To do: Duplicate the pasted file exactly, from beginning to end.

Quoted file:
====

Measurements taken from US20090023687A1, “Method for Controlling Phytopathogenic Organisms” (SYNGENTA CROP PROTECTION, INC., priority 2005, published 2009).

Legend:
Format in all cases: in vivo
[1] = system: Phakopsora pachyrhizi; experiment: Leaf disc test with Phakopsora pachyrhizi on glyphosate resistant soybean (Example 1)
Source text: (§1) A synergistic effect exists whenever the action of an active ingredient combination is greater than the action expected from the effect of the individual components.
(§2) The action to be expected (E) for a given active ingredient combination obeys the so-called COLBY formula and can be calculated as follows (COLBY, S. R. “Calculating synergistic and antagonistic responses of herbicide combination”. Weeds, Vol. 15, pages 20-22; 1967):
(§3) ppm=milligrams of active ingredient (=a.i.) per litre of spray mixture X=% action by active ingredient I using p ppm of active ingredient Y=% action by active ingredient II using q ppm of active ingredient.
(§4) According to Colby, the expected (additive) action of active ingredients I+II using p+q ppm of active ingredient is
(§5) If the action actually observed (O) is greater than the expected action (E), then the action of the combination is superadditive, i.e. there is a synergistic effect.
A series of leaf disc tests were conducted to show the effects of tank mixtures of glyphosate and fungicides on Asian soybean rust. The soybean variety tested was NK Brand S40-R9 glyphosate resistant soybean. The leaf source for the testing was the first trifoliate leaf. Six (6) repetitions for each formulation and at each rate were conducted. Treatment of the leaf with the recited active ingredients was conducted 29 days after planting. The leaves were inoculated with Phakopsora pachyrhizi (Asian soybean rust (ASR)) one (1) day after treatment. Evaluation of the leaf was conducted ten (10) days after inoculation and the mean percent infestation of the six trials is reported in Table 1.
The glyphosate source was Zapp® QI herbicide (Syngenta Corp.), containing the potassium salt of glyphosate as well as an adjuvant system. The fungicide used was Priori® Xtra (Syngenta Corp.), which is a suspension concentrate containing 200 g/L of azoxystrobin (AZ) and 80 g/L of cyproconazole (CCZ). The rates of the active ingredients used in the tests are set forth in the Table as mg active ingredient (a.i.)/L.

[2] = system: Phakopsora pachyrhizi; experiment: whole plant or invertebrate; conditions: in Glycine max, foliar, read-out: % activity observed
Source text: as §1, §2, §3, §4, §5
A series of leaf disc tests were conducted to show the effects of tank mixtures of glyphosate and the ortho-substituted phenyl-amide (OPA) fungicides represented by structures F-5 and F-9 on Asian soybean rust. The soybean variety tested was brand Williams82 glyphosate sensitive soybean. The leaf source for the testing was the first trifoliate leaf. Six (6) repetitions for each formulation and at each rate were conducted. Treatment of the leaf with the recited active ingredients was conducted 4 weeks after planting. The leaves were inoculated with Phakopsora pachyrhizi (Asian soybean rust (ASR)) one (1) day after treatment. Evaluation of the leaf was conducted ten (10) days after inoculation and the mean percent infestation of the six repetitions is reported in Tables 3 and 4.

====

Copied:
Measurements taken from US20090023687A1, “Method for Controlling Phytopathogenic Organisms” (SYNGENTA CROP PROTECTION, INC., priority 2005, published 2009).

Legend:
Format in all cases: in vivo
[1] = system: Phakopsora pachyrhizi; experiment: Leaf disc test with Phakopsora pachyrhizi on glyphosate resistant soybean (Example 1)
Source text: (§1) A synergistic effect exists whenever the action of an active ingredient combination is greater than the action expected from the effect of the individual components.
(§2) The action to be expected (E) for a given active ingredient combination obeys the so-called COLBY formula and can be calculated as follows (COLBY, S. R. “Calculating synergistic and antagonistic responses of herbicide combination”. Weeds, Vol. 15, pages 20-22; 1967):
(§3) ppm=milligrams of active ingredient (=a.i.) per litre of spray mixture X=% action by active ingredient I using p ppm of active ingredient Y=% action by active ingredient II using q ppm of active ingredient.
(§4) According to Colby, the expected (additive) action of active ingredients I+II using p+q ppm of active ingredient is
(§5) If the action actually observed (O) is greater than the expected action (E), then the action of the combination is superadditive, i.e. there is a synergistic effect.
A series of leaf disc tests were conducted to show the effects of tank mixtures of glyphosate and fungicides on Asian soybean rust. The soybean variety tested was NK Brand S40-R9 glyphosate resistant soybean. The leaf source for the testing was the first trifoliate leaf. Six (6) repetitions for each formulation and at each rate were conducted. Treatment of the leaf with the recited active ingredients was conducted 29 days after planting. The leaves were inoculated with Phakopsora pachyrhizi (Asian soybean rust (ASR)) one (1) day after treatment. Evaluation of the leaf was conducted ten (10) days after inoculation and the mean percent infestation of the six trials is reported in Table 1.
The glyphosate source was Zapp® QI herbicide (Syngenta Corp.), containing the potassium salt of glyphosate as well as an adjuvant system. The fungicide used was Priori® Xtra (Syngenta Corp.), which is a suspension concentrate containing 200 g/L of azoxystrobin (AZ) and 80 g/L of cyproconazole (CCZ). The rates of the active ingredients used in the tests are set forth in the Table as mg active ingredient (a.i.)/L.

[2] = system: Phakopsora pachyrhizi; experiment: whole plant or invertebrate; conditions: in Glycine max, foliar, read-out: % activity observed
Source text: as §1, §2, §3, §4, §5
A series of leaf disc tests were conducted to show the effects of tank mixtures of glyphosate and the ortho-substituted phenyl-amide (OPA) fungicides represented by structures F-5 and F-9 on Asian soybean rust. The soybean variety tested was brand Williams82 glyphosate sensitive soybean. The leaf source for the testing was the first trifoliate leaf. Six (6) repetitions for each formulation and at each rate were conducted. Treatment of the leaf with the recited active ingredients was conducted 4 weeks after planting. The leaves were inoculated with Phakopsora pachyrhizi (Asian soybean rust (ASR)) one (1) day after treatment. Evaluation of the leaf was conducted ten (10) days after inoculation and the mean percent infestation of the six repetitions is reported in Tables 3 and 4.